HSBC leaves Canary Wharf Tower, relocate new headquarters amid office space cut

The 46-storey Canary Wharf tower, Global headquarters of HSBC will move, possibly to the City of London.
The banking giant will leave 8 Canada Square in 2027 when its current lease expires in two decades.

The move is part of the bank’s plan to downsize its offices in the wake of the Covid-19 pandemic, as the bank said it is now committed to flexible operations.

HSBC told the BBC it was negotiating a new lease on BT’s former headquarters near St Paul’s Cathedral.
The proposed new office, in the Panorama St Paul development, would be much smaller than the bank’s current headquarters, which employs around 8,000 employees.

HSBC says the new development “is designed to promote wellbeing and is built to the highest sustainability standards, using predominantly recycled materials”.

HSBC moved to Canary Wharf in 2002, headquartered in locations in the City of London. City of London Corporation policy chairman Chris Hayward said HSBC’s decision to return to London’s historic financial district in the Square Mile was a “massive vote of confidence for the City”.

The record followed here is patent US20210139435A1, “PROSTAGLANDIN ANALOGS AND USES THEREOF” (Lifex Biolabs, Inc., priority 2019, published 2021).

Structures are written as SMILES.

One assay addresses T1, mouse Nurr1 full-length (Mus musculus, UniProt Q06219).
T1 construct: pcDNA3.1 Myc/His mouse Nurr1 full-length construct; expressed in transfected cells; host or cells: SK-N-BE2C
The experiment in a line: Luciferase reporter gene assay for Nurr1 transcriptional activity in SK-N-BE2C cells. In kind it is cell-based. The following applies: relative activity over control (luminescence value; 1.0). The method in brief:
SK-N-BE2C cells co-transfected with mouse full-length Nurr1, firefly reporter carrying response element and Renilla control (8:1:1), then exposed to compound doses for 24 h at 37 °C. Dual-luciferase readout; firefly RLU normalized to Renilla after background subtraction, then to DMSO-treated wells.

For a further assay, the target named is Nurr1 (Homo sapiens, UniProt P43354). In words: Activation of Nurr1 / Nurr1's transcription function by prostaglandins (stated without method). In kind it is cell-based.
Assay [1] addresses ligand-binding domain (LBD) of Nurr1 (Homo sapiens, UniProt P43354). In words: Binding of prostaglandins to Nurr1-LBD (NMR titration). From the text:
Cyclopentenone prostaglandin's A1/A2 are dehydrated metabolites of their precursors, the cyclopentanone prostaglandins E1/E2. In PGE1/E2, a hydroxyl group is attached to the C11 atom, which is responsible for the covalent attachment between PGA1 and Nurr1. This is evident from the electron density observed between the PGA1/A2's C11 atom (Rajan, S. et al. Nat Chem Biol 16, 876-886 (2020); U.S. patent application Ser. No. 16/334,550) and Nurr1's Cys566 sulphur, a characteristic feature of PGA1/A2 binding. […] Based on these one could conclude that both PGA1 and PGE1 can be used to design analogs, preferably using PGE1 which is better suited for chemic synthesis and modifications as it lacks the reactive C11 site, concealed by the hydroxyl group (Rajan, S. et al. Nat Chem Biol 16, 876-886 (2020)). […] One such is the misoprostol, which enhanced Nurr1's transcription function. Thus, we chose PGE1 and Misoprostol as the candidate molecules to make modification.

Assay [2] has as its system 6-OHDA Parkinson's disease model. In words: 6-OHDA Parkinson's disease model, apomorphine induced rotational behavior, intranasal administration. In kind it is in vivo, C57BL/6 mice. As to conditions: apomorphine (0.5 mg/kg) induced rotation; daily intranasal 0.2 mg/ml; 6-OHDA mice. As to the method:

The move further strengthens the city’s reputation as a destination of choice for financial services firms, presenting them with unprecedented opportunities.

Following the pandemic, HSBC told staff it would reduce office space globally by around 40% to cut costs and energy and allow more staff to work from home. CEO Noel Quinn said he thinks being in the office five days a week is “unnecessary” and his managers often travel the world during the week.

HSBC said BBC talks had begun moving to the site after considering its future location last year. He said the new office will “support digital innovation” and help him meet his net zero carbon commitments. HSBC says moving to new offices will help it meet its net zero carbon commitments

It is not clear what the HSBC tower, owned by Qatari investors, will be used for when the bank moves out.
Canary Wharf Group, which owns and manages the property, would not comment on HSBC’s move, but said the area had become more diverse in recent years.

First a financial district, it is now home to a growing number of health care and life sciences companies.
The Canary Wharf Group said it also has 3,500 residents living in apartments that will be built on the site.

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